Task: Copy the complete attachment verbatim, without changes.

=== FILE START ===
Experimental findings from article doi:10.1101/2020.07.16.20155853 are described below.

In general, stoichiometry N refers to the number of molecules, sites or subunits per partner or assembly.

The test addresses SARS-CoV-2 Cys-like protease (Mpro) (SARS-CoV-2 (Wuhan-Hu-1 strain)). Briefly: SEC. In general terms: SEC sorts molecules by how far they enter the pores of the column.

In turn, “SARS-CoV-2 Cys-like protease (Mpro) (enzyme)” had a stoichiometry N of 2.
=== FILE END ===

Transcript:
Experimental findings from article doi:10.1101/2020.07.16.20155853 are described below.

In general, stoichiometry N refers to the number of molecules, sites or subunits per partner or assembly.

The test addresses SARS-CoV-2 Cys-like protease (Mpro) (SARS-CoV-2 (Wuhan-Hu-1 strain)). Briefly: SEC. In general terms: SEC sorts molecules by how far they enter the pores of the column.

In turn, “SARS-CoV-2 Cys-like protease (Mpro) (enzyme)” had a stoichiometry N of 2.